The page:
It was a small group. There were twelve of us in attendance, including guest speaker Henry Balsiger
who explained his process of preserving photos for individuals, families and museums.
|Henry from a 2007 Ruralite Article|
The meeting started with the traditional blessing before the potluck meal, traditional good food, a traditional song led by Hazel Parsons, which is usually "She'll Be Coming Round the Mountain" followed by the business meeting.
As I said, it was a small group. Compared to this 1915 gathering at the Colburn Hotel in White Salmon, we were a very small group.
The September 15, 1955 issue of the Mt Adams Sun made an effort to try and identify the Camas Prairie and Vicinity Pioneers in this photo.
Thanks to Jeffrey Elmer, this list is easier to read.
With the help of John Wyers, Mrs. Jennie Stump and Mrs. O.V. Lemley, the SUN has been able to identify most of the persons pictured in the above photo of the Camas Prairie and Vicinity Pioneer Association.
The picture of the annual reunion was taken by C.C. Hutchen in front of the old Colburn Hotel, White Salmon, June 11, 1915.
For the benefit of our files, the editors will appreciate receiving any names of not included in the following lists. Reading from left to right:
In Front of Fence
Elna Cavin and sister, Alex Miller, Georgia Thomas, William Miller, J.A. Morris, Jake Prahl; Mr. and Mrs. Edgar Wright and children, Bernice and Lawrence; Al Bertschi, Mr. and Mrs. George Purser and son, Elliott; Claus Staack, Betsy Leathers, C.W. Moore, John Wyers, Mrs. Jim West, Mrs. Jake Prahl, Mrs. Tillie DeVoe and Margaret.
Johnny Quaempts, Marion Locke, George Rankin, Charley Quaempts, Gilbert Knutson, Pete Thams, William Jebe, Stanley Locke, Henry Restorf, Mr. and Mrs. C.E. Larsen, Wm. Fordyce, Mr. and Mrs. Vincent Borde, Herman Bertschi, Paul Kuhnhausen, Mr. and Mrs. Harry Jewett, Lila Bartholomew, Mrs. Frazer, Mrs. N.M. Wood, Kathleen McClintock and brother, Mrs. Victoria Waldron, H.D. Cole, Wade Dane, Georgia McClintock, W.B. Cole, Mrs. Jasper Gunning, Kate Lane, Mrs. Al Bertschi, Mrs. Bob Fordyce, Mr. and Mrs. Dan Hunsaker.
Top Porch Steps
C.L. Colburn, Mrs. Frank Frazer, William Wright, Orpha Leaton Duus, Anna Coate, Mary Brown, Mrs. Jenny Stump.
Mrs. Plank, Mrs. Maude Robertson, Jack Stump, Bert Diamond, Oliver and Maggie Kreps, G.A. Thomas, Abe Groshong, Mrs. T. Wyers, Sr., Mrs. Rhoda Kreps, Mr. and Mrs. Matt Wilkins and Mrs. Lydia Colburn."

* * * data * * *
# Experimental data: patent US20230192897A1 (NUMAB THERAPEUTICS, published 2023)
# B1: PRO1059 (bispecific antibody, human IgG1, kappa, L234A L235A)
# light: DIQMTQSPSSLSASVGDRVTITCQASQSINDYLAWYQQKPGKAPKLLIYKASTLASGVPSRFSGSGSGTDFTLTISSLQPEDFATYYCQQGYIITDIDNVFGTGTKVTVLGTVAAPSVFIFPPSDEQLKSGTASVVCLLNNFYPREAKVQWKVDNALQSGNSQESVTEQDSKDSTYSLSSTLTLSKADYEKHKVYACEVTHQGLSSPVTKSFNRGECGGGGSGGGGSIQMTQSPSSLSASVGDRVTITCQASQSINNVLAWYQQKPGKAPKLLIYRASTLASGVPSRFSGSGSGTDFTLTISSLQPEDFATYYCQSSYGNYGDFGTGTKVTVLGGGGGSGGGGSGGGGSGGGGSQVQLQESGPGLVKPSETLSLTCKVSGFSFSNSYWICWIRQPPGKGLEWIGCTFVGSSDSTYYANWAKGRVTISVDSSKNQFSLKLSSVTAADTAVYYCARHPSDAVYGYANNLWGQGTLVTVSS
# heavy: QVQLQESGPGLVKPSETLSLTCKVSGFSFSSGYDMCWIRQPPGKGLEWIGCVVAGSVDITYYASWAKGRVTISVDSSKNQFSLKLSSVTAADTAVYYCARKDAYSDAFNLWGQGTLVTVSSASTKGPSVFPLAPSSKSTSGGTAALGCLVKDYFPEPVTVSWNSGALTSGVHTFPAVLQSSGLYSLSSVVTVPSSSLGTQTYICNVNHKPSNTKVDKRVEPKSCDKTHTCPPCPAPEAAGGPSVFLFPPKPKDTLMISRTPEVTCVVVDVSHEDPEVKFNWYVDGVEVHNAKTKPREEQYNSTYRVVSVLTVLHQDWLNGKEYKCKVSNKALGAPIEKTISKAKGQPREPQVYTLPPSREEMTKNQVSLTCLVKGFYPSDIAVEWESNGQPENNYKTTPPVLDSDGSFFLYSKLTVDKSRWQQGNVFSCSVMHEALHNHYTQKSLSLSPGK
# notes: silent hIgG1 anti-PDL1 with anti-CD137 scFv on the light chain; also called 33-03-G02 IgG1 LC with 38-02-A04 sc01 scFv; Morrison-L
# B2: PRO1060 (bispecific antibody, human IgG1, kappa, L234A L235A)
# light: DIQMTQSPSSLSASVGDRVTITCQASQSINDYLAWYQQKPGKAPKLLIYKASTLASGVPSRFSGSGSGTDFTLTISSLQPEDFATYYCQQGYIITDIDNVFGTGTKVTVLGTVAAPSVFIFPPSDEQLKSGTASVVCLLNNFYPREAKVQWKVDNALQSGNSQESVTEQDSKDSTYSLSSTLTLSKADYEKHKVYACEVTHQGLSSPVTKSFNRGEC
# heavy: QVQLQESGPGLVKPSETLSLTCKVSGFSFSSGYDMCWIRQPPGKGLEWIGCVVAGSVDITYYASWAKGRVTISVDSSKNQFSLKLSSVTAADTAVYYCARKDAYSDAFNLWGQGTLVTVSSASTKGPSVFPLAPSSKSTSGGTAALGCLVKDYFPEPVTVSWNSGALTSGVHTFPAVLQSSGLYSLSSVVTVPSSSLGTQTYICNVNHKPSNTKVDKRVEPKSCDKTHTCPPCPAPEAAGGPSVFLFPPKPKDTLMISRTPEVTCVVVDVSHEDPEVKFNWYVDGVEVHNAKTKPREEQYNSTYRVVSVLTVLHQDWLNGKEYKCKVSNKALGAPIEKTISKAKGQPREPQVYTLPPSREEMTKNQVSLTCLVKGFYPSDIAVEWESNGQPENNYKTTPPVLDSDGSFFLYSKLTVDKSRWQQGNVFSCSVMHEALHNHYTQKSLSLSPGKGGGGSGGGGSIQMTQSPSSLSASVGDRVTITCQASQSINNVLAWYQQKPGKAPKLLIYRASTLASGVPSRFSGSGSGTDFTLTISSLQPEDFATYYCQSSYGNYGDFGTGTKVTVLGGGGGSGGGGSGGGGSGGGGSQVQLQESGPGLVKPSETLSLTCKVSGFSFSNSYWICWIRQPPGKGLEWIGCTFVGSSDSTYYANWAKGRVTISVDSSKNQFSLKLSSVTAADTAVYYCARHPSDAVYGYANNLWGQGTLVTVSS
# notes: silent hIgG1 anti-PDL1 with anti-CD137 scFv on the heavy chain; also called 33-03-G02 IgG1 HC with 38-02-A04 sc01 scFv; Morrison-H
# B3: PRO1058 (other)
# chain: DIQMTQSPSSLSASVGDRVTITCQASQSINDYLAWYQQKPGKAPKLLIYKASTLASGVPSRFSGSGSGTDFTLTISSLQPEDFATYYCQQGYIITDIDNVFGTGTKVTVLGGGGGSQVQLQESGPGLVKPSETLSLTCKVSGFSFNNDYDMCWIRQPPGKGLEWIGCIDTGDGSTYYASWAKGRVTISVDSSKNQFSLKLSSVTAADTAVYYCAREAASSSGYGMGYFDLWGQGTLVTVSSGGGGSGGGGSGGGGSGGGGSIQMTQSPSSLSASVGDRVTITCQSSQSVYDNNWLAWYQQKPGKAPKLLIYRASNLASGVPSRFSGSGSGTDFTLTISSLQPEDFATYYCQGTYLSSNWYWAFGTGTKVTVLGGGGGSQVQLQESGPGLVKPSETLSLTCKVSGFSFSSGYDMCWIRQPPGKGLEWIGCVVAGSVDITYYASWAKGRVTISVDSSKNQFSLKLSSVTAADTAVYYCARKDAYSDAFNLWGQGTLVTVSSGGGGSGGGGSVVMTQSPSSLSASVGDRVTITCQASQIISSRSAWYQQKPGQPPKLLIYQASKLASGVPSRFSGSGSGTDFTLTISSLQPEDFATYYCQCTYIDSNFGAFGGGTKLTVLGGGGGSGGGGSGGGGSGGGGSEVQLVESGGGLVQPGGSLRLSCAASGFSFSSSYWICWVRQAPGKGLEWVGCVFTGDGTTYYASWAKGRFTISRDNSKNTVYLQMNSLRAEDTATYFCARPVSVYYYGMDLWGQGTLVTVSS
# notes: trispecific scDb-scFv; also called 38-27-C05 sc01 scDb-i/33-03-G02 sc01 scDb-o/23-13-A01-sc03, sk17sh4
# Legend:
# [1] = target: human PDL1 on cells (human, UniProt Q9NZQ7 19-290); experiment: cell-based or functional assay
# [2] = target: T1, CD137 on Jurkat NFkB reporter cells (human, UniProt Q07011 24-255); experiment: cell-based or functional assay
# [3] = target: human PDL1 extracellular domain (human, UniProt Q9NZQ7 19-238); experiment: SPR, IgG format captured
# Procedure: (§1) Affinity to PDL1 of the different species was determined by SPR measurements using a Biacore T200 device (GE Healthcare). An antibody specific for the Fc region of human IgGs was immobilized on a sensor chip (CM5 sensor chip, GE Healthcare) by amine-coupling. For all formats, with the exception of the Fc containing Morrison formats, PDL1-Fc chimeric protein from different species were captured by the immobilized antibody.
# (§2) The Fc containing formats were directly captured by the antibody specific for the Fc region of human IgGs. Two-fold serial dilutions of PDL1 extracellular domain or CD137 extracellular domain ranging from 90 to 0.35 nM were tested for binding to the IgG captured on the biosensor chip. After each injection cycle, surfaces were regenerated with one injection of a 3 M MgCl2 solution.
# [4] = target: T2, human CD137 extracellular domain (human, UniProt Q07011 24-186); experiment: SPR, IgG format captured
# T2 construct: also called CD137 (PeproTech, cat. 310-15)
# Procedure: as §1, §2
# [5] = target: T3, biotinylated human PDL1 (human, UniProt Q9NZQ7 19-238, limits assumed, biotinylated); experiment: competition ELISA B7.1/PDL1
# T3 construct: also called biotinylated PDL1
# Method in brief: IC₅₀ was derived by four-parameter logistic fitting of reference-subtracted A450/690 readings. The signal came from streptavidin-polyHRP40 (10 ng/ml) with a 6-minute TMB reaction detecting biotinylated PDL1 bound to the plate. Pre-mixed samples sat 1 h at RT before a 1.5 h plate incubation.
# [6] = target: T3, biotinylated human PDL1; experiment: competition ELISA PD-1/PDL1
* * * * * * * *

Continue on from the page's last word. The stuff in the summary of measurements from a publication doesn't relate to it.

You will notice the beginning year for the organization was 1901, which means this year, 2016 was the 115th anniversary of the organization. There were members in attendance who are descended from some of the above names.
From a previous history written in 2002 about the beginnings of the organization......
"The Organization started with 53 people signing the roll call on January 1, 1901, whom became the Charter members. From this organization's summer picnics in June came the Glenwood "Ketchem Kalf" Rodeo Association and annual rodeo......The Organization met January 1, and the second Friday in June. We now meet the first Sunday in May and October. As we know to date, we are the oldest historical organization that has been meeting continually in Washington State, for almost 100 years....."
In years past, if you weren't born and raised in the valley, it was tough to become a member of this organization. I moved to Glenwood in the fall of 1970. I was 22 years old and shy, but I loved history, so I got up my nerve to attend the following spring Camas Prairie Pioneer meeting. All I wanted to do, was sit in the corner like a quiet mouse and listen to the history of the area. One of the older "born and raised in the area" members, made a point to state that newcomers were not allowed to join. I went home with my head bowed in embarrassment and never went back. Until last year.
After 45 years, and no longer shy, I decided I wanted to become a part of the local history.